The new Bahrain-Merida cycling team was officially presented on Wednesday, as riders and staff gathered together for the first time at a short camp in Croatia.
Riders stood up one-by-one in a conference room of a hotel on the country's west coast as they were introduced in front of the media – like a couple of days previously when they were made to stand up and introduce themselves to their new colleagues.
Vincenzo Nibali, the team's marquee signing, had to wait his turn after those who came before him in the alphabet – with the exception of the riders signed from Lampre-Merida, who could not attend due to contractual politics.
The three Merida bikes that will be used next season were unveiled and the team confirmed their attendance – and that of Nibali – at next year's Tour of Croatia, but otherwise there were no big announcements. Rather, it was an opportunity to officialise things and present a set-up that – after months of logistical work and recruitment – finally resembles an elite cycling team.
"What we've put together in a few months has been incredible," said General Manager Brent Copeland, later telling Cyclingnews that, "It's actually pretty emotional to get to this point, where you physically do the presentation.
"You can say, 'Here we are today'. You get so wrapped up in organising everything – it's just months of work – and suddenly you get to today. We've still got a lot to do, but it's a big emotion."
Copeland also outlined the ambitions of the team, which has a three-year commitment from its backers and thus time to develop the project. They already have a huge star in Nibali, who will be a top contender in whichever Grand Tour he confirms as his target for next year, but Copeland maintained that victories are not the be all and end all in the debut campaign.
"Our ambition is not immediately results," he said. "A good image and good organisation is fundamental for any new team or project, in any sport. Without these two elements, the team cannot work. If you work on those two elements, the results come as a consequence. That's our primary goal."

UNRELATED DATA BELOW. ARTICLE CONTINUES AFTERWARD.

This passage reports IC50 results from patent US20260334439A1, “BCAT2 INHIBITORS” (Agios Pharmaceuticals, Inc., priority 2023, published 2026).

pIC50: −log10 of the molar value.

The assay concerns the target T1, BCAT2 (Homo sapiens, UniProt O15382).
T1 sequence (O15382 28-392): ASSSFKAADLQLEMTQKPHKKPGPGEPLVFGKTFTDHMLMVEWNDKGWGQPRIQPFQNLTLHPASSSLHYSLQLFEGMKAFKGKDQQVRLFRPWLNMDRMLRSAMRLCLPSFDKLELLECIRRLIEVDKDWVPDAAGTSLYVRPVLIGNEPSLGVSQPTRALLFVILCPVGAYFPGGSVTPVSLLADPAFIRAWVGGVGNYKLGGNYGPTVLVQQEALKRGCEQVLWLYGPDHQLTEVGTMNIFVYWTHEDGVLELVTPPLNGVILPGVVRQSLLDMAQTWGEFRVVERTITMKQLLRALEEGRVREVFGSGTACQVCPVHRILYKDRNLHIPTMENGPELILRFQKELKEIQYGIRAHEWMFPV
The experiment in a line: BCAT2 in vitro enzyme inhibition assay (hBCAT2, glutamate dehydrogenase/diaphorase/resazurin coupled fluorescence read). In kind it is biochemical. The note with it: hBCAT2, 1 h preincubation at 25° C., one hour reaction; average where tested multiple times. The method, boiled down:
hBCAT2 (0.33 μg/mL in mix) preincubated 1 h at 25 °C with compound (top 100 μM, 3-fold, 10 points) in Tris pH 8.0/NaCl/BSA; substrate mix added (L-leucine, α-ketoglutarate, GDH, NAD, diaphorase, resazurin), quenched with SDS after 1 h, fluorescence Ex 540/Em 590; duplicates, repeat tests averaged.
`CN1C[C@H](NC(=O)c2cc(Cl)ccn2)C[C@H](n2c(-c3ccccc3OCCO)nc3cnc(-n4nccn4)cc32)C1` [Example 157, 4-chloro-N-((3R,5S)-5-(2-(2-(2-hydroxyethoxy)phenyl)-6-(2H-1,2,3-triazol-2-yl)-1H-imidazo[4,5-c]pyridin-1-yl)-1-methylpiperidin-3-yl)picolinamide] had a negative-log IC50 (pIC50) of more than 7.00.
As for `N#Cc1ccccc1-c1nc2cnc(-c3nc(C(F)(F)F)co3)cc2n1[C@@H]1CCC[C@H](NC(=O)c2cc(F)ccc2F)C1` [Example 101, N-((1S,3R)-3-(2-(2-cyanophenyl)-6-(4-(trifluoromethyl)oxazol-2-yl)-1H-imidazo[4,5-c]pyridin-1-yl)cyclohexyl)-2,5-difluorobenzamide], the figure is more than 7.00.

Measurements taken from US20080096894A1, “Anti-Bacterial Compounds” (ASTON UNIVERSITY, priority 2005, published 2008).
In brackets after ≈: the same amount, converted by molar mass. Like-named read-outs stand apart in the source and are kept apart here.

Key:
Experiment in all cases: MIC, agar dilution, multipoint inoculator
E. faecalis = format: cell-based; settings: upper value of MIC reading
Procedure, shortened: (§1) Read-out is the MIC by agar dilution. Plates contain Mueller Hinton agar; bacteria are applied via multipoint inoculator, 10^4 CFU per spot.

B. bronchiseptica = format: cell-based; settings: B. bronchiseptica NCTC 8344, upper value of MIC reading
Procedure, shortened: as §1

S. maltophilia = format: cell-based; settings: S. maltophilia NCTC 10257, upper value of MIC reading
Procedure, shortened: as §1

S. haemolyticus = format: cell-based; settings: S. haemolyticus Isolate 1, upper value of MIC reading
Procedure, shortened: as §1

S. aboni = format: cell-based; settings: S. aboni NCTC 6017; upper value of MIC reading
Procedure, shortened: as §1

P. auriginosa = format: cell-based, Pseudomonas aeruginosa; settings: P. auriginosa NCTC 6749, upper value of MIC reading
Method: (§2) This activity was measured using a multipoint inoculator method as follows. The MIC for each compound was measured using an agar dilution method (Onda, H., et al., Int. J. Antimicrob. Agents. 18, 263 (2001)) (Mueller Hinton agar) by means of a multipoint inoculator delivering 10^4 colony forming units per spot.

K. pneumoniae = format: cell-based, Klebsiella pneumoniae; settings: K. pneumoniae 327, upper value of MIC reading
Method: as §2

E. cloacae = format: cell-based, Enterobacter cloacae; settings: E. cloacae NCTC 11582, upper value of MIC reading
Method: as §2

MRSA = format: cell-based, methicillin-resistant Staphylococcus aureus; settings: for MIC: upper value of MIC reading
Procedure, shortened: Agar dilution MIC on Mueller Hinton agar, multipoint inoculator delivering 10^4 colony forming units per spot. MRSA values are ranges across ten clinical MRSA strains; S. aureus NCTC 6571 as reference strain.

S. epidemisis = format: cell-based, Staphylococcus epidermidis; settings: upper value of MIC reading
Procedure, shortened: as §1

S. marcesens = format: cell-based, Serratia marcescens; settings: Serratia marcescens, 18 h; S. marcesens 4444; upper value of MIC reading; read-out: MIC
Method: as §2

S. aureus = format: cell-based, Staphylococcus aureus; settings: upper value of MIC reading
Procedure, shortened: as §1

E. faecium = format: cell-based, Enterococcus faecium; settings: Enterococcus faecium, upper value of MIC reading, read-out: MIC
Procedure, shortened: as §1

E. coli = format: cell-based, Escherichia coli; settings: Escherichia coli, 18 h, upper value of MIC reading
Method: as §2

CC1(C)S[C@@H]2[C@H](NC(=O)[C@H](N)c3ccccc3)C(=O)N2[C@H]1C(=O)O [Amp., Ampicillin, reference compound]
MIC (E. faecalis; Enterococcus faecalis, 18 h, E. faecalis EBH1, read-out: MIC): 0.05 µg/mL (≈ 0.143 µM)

Prince Nasser bin Hamad Al Khalifa, the member of the Bahrain royal family and founder of the team, was not in attendance, but Copeland stressed the influence of the Arab country, and stated his desire to bring a Bahraini rider to the team, likening the cause to that of the African Dimension Data set-up.
"The general goal is to put Bahrain on the map, in terms of tourism and social responsibility," he said. "We want to show people in Bahrain what a healthy lifestyle is like, get the youngsters cycling, and through this we will be on the search for a Bahraini cyclist. What MTN and Dimension Data have done with African cycling, to bring people from a non cycling culture and getting them racing and getting results is hugely satisfying."
Training camps represent a chance for new riders to get to know their teammates, but the Bahrain-Merida team has come to Croatia starting from scratch, each and everyone being thrown into the unknown.
There’s quite a striking mix of riders on the team, with 11 different nationalities, different riding styles, and people at different stages of their careers - though there seem to be pockets emerging, like the Spanish contingent with the likes of Joaquim Rodriguez and Ion Izaguirre or the Italians with Nibali, his brother Antonio, and old friend and former teammate Valerio Agnoli. In any case, the ice-breaking process has begun through games of football and basketball.
"We expected a bit of coldness or distance," said Copeland, "but the environment has been fantastic from day one. It's a huge mix but they've mingled so well from the first day."
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Deputy Editor - Europe. Patrick is an NCTJ-trained journalist who has seven years’ experience covering professional cycling. He has a modern languages degree from Durham University and has been able to put it to some use in what is a multi-lingual sport, with a particular focus on French and Spanish-speaking riders. After joining Cyclingnews as a staff writer on the back of work experience, Patrick became Features Editor in 2018 and oversaw significant growth in the site’s long-form and in-depth output. Since 2021 he has been Deputy Editor - Europe, taking more responsibility for the site’s content as a whole, while still writing and - despite a pandemic-induced hiatus - travelling to races around the world. Away from cycling, Patrick spends most of his time playing or watching other forms of sport - football, tennis, trail running, darts, to name a few, but he draws the line at rugby.